Sunburst soft coral on the MV Aster

Boat dives – the way forward

All dive planning generally happens on a Thursday afternoon or thereabouts. Once the boat charter newsletters go out the boats sometime fill very fast and there is not always time for me to text 20-30 people and wait for responses. I want to try something a little different and it will work like this:

I will text or email you by Wednesday each week about which days we will be on the boat. The text will not have specific info on dive sites but will ask whether you’re available for the boat on the weekend, which days, and what launches. If you then respond with a text it will give me far more lead time to plan and organise a good day of diving. At this point you will only be tentatively committing to diving and once we have Grant’s newsletter I will finalise the details with you and you will then still have a chance to back out.

This way we stand a far better chance of all getting on the boat on the days we wish and if we fill a boat we will hopefully be able to choose the site we dive from the options Grant gives us, dependent on where he launches from. Last winter we had many, many stunning days out on the water – one highlight was a detour we made after a dive to view a pod of a few hundred dolphins off Kalk Bay harbour one sunny winter Sunday.

There are more divers than boats in Cape Town so something to remember for this coming season is that if you book to dive and don’t arrive you are still liable for payment as it is not possible to fill that spot at the last minute.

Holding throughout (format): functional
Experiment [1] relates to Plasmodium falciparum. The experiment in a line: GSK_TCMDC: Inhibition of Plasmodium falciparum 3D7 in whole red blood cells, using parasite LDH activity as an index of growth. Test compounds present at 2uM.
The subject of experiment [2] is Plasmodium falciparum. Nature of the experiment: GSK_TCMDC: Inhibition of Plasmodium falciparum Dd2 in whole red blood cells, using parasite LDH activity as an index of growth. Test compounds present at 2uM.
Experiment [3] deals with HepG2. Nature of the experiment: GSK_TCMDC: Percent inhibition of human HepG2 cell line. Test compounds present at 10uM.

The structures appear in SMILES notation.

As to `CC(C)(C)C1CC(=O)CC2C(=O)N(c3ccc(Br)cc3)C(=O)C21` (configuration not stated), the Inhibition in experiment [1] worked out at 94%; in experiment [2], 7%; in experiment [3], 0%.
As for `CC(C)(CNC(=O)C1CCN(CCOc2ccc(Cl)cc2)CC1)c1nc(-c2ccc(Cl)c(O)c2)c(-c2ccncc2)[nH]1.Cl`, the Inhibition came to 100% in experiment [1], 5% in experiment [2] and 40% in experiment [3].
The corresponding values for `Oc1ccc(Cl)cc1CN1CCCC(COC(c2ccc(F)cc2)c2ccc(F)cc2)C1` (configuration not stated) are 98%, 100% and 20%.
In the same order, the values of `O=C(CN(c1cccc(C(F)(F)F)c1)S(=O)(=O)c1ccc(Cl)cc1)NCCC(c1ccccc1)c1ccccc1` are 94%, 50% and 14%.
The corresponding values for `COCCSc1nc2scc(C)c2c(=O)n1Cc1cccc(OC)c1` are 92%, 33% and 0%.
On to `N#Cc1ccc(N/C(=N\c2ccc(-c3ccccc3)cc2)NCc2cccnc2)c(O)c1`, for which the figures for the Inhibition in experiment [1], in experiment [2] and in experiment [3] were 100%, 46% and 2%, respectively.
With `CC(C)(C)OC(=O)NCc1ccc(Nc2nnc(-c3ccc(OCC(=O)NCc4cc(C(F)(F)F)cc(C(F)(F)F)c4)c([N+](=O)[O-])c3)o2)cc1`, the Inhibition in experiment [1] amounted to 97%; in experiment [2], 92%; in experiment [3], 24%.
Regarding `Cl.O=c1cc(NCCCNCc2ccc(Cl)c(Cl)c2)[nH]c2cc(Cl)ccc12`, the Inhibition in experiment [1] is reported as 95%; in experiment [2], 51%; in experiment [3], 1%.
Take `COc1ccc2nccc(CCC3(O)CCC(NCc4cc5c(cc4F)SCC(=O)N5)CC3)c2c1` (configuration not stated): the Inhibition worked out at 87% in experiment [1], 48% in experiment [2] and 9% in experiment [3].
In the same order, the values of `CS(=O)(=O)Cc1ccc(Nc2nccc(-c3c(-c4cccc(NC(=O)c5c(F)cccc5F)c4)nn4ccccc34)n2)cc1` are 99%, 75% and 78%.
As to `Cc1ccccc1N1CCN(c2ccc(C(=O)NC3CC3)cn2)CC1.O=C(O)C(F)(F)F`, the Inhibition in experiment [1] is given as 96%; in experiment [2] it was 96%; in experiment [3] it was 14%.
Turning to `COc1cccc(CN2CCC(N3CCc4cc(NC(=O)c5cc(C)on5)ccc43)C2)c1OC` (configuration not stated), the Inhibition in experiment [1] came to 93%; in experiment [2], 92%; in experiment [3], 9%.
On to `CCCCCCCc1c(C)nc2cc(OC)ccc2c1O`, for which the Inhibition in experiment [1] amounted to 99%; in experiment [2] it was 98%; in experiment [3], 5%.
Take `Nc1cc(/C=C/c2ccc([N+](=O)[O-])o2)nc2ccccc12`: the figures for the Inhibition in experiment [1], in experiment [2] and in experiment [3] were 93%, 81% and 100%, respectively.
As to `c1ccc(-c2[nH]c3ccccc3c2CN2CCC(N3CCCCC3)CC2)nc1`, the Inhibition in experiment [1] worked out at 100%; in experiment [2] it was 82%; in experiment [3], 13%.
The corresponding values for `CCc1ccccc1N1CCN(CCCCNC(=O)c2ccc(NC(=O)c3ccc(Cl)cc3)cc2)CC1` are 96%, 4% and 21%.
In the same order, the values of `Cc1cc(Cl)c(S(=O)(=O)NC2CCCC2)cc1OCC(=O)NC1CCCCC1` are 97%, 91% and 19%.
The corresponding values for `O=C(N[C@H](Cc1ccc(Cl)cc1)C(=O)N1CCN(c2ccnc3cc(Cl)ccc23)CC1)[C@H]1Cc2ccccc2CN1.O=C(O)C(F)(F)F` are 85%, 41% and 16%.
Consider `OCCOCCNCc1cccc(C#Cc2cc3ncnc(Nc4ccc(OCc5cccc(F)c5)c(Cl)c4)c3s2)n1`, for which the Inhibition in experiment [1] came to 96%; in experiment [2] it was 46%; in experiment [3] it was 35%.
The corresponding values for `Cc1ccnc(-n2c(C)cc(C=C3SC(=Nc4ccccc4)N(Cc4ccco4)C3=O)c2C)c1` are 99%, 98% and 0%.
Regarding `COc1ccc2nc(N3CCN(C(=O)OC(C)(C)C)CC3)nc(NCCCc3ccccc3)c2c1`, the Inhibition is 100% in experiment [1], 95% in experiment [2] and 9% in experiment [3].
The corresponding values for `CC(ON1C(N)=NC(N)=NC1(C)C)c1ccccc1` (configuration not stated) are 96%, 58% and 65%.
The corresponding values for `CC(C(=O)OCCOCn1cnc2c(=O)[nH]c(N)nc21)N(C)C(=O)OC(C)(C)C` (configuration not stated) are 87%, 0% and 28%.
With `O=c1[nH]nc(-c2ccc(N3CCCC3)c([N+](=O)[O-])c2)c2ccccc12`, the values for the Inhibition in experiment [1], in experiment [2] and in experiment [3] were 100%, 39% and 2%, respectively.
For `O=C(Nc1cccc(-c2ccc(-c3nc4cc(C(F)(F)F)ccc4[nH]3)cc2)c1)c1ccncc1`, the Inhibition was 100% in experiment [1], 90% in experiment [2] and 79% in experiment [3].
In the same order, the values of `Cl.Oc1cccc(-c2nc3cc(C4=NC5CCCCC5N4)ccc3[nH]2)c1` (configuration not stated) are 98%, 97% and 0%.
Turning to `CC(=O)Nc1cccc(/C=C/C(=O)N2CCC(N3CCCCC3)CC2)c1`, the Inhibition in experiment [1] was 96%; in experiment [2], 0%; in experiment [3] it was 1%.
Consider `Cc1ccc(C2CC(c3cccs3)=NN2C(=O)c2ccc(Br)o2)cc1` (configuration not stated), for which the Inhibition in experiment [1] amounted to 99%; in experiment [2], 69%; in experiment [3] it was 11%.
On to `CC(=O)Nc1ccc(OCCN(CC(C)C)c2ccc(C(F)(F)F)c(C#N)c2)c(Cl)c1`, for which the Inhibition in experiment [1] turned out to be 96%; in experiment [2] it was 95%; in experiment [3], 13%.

regards

Tony Lindeque
076 817 1099
www.learntodivetoday.co.za
www.learntodivetoday.co.za/blog/

Diving is addictive!

Dive sites: Sandy Cove

On the surface in Sandy Cove
On the surface in Sandy Cove

Sandy Cove is a beautiful little bay that serves as the entry point for a number of the dive sites at Oudekraal, as well as being quite a pleasant dive in its own right. It is located just north of the Twelve Apostles Hotel, and access to the site is down a steep slope from the road. There is a small sign on the roadside, and the path starts around about there. If you drive past the site on a weekend in summer, you’ll see numerous divers’ cars parked in the yellow line as the traffic whizzes by. This, and the fairly steep climb (which is actually no worse than the one at Shark Alley) are the major negatives of diving here.

The path down from the road takes three branches. The first is to Justin’s Caves, the second leads to quite a difficult entry point to Sand Cove, over a boulder beach between large granite boulders, and the third – which is the longest – leads to a small sand beach with convenient resting places that provides the easiest entry at this site.

Tony in the kelp
Tony in the kelp

The cove itself is ringed by kelp forests, with a sandy patch in the middle. The depth is only four to five metres inside the cove, and it’s sheltered enough that it could be used for confined water skills training. The anchor of the Het Huis Te Kraaiestein, a very old wooden wreck that lies just outside the cove, is located on the fringe of the cove closest to the road.

Tiny klipfish on a rock in Sandy Cove
Tiny klipfish on a rock in Sandy Cove

The other dive sites that can be reached via Sandy Cove are Geldkis, Strawberry Rocks, Mushroom Pinnacle, and Geldkis Blinder. You could also swim around to Justin’s Caves from here, but it’s not the shortest route. Negotiating the kelp forest can be a bit tricky, but there are sufficient distinctively shaped rocks and granite formations that with a bit of practice navigation will come quite naturally.